• Introduce the eighth note. The eight note looks like a quarter note, except it has a curly line (like a flag blowing in the wind) at the end of the vertical line. Draw an eighth note for students, and write the fraction 1/8 next to it. Clap twice for each beat (clap-clap, clap-clap, clap-clap, clap-clap) to represent the eighth note to students as you tap your foot to the four-beat measure. Have students clap and tap with you.
  • Introduce the sixteenth note. The sixteenth note looks like a quarter note, except it has two curly lines at the top (or bottom) of the vertical line. Draw a sixteenth note for students, and write the fraction 1/16 next to it. Clap four times for each beat (clap-clap-clap-clap, clap-clap-clap-clap, clap-clap-clap-clap, clap-clap-clap-clap) as you tap your foot to the four beats of the measure. Have students clap and tap with you.

Next, clap a measure of different types of notes at random and have students identify whether you have clapped whole, half, quarter, eighth, or sixteenth notes.

This is a good time to review the idea that each note is represented by a fraction.
  • A four-beat measure represents 1 whole. A whole note is held for the entire four beats.
  • That same four-beat measure might include 2 half notes. Each half note is held for 1/2 of the measure, or two beats.
  • That same four-beat measure might include 4 quarter notes. Each note is held for 1/4 of the measure, or one beat.
  • That same four-beat measure might include 8 eighth notes. Each note is held for 1/8 of the measure. Students clap two quick claps for each tap of the foot (each beat).
  • That same four-beat measure can include 16 sixteenth notes. Each note is held for 1/16 of the measure. Students clap four rapid-fire claps for each tap of the foot (each beat).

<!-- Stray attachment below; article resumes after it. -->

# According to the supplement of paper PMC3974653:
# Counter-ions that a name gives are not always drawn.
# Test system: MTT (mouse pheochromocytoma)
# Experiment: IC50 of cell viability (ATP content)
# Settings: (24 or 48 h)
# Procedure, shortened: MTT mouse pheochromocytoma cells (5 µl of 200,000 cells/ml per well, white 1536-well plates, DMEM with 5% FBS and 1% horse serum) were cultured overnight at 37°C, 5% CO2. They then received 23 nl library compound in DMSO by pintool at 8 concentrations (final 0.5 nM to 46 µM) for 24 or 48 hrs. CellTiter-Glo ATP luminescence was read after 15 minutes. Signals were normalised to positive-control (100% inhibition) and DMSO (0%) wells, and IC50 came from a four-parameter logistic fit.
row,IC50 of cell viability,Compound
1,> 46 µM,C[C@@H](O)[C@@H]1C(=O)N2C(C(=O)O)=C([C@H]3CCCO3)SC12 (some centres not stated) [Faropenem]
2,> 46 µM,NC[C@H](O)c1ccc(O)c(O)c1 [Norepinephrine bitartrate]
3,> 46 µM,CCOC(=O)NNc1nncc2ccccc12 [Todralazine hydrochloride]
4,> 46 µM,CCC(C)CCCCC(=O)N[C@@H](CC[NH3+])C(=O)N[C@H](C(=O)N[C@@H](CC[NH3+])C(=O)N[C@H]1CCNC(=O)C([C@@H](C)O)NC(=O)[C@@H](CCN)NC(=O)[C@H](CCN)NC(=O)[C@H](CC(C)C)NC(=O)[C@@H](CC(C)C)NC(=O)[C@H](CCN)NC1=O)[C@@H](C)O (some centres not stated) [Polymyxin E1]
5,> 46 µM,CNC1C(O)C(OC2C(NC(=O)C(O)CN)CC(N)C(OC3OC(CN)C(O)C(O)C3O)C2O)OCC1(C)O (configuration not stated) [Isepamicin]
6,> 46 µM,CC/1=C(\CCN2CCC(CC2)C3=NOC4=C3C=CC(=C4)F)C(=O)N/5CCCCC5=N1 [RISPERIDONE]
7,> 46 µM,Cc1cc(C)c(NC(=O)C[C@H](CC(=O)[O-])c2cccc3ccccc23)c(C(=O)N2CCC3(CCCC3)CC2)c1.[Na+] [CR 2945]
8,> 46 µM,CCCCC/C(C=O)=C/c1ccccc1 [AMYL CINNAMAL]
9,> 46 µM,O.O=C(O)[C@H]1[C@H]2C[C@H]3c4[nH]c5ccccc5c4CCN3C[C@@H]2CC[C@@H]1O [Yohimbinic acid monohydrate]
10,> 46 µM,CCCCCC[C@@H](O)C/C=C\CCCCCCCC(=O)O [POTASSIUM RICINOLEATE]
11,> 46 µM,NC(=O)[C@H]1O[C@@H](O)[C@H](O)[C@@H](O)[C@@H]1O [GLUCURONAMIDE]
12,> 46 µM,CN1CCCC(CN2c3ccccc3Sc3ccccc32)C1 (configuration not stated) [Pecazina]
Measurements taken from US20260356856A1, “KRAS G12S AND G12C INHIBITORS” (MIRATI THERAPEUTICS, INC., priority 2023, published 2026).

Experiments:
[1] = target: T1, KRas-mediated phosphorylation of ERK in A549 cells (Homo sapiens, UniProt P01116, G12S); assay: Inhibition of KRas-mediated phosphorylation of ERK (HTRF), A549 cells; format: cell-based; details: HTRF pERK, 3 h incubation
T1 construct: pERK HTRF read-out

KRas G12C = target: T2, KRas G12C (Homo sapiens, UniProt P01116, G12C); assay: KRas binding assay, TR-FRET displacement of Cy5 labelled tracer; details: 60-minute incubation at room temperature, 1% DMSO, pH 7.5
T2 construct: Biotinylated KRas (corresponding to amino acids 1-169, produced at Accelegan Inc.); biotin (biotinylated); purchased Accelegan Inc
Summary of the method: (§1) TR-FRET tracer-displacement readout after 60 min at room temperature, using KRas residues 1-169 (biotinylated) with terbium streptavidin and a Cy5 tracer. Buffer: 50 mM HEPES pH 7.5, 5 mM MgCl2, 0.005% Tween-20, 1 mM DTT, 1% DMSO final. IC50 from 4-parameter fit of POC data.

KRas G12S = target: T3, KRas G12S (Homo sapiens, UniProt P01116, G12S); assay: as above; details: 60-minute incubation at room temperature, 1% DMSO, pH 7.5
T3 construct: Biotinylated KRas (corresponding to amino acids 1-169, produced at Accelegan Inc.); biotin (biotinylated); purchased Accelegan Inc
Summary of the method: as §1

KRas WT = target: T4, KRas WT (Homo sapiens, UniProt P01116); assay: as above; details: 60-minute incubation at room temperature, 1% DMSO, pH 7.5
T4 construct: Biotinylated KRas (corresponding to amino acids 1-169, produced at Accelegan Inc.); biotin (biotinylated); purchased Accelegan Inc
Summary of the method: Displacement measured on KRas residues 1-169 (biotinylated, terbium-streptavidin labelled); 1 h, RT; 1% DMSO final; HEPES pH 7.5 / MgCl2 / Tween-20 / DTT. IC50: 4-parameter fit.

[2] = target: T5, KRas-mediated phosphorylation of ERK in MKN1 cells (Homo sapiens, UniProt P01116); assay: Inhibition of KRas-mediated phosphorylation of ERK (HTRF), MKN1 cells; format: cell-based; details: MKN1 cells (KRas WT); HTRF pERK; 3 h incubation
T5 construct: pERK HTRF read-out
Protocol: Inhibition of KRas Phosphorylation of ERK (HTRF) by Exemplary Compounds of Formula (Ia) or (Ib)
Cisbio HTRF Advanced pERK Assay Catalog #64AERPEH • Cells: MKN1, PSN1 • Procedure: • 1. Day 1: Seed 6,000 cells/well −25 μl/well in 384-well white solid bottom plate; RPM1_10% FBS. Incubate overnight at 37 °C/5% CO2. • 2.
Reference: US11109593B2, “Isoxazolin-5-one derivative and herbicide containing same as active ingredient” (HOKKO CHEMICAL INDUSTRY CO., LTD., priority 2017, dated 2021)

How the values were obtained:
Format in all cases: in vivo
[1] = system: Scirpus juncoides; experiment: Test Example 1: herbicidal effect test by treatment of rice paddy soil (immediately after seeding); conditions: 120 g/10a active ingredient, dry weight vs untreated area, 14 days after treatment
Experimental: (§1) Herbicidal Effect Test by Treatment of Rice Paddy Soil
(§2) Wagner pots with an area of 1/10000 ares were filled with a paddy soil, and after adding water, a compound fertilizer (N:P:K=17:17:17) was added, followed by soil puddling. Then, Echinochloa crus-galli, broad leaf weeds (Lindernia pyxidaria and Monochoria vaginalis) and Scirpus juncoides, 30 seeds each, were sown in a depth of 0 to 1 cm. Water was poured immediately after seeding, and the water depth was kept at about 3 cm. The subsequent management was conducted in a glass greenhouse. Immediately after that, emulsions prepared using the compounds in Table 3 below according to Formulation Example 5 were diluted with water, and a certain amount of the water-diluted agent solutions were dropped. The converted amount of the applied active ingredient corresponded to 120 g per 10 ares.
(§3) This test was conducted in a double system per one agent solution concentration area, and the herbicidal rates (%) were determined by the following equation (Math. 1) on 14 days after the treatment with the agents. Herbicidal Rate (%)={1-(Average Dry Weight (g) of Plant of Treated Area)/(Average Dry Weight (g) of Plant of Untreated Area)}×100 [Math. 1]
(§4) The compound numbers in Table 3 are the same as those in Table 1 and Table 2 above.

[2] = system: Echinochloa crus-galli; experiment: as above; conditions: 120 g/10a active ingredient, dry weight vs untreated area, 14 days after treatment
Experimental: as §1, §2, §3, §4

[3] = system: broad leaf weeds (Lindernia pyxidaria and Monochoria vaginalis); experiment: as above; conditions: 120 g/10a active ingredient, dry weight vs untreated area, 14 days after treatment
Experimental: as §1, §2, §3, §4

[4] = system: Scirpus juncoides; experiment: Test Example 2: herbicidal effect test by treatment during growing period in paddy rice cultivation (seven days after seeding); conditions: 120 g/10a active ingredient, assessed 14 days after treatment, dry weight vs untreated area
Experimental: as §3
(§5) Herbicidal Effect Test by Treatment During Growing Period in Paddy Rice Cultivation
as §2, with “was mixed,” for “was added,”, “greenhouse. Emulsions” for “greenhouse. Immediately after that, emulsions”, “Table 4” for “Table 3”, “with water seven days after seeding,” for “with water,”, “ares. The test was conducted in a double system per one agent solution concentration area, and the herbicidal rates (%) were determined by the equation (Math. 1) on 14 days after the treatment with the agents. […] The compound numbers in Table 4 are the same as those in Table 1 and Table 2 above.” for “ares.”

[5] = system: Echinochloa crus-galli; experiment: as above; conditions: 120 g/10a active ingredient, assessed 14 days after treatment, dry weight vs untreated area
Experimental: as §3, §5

Next, arrange students into two groups. Have one side clap on the whole note (clap, tap, tap, tap) while the other side claps on the half note (clap, tap, clap, tap). Then continue by arranging the class into three groups; have one group clap the whole note, the second group clap the half notes, and the third group clap the quarter notes. Continue by arranging the class into smaller groups and introducing the eighth and sixteenth notes.

Take the activity one more step: Arrange the class into two or more groups. Present each group with a four-beat measure that includes a combination of notes (and rests, if appropriate). Start by having the first group clap out their measure in repetitive fashion. Then practice with the other group. Finally, start the first group off and -- once they are comfortably performing their rhythm -- add in the other group(s) to create a symphony of clapping.

Extension Activity: Music and Fraction Math (for Grades 5-up only)
Review again the concept of each note representing a fraction of a measure. Then provide students with some sample math problems using notes to represent fractions. For example,

  • [an eight note] + [an eighth note] = __________ (Answer: 2/8 or 1/4)